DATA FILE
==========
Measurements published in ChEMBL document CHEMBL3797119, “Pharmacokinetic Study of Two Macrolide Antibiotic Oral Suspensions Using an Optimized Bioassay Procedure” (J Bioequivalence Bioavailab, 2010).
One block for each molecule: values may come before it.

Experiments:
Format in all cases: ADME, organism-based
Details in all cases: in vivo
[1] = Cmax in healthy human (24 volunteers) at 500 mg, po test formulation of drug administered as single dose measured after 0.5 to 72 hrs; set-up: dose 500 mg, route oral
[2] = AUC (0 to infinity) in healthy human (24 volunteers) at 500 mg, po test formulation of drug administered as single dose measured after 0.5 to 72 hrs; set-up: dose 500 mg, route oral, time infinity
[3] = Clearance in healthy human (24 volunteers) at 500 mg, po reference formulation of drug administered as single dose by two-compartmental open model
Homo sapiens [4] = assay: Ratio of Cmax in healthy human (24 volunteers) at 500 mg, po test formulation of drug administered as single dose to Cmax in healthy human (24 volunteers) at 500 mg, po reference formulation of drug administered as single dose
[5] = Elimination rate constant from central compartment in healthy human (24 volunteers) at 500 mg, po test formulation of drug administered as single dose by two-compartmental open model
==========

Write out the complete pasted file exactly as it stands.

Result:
Measurements published in ChEMBL document CHEMBL3797119, “Pharmacokinetic Study of Two Macrolide Antibiotic Oral Suspensions Using an Optimized Bioassay Procedure” (J Bioequivalence Bioavailab, 2010).
One block for each molecule: values may come before it.

Experiments:
Format in all cases: ADME, organism-based
Details in all cases: in vivo
[1] = Cmax in healthy human (24 volunteers) at 500 mg, po test formulation of drug administered as single dose measured after 0.5 to 72 hrs; set-up: dose 500 mg, route oral
[2] = AUC (0 to infinity) in healthy human (24 volunteers) at 500 mg, po test formulation of drug administered as single dose measured after 0.5 to 72 hrs; set-up: dose 500 mg, route oral, time infinity
[3] = Clearance in healthy human (24 volunteers) at 500 mg, po reference formulation of drug administered as single dose by two-compartmental open model
Homo sapiens [4] = assay: Ratio of Cmax in healthy human (24 volunteers) at 500 mg, po test formulation of drug administered as single dose to Cmax in healthy human (24 volunteers) at 500 mg, po reference formulation of drug administered as single dose
[5] = Elimination rate constant from central compartment in healthy human (24 volunteers) at 500 mg, po test formulation of drug administered as single dose by two-compartmental open model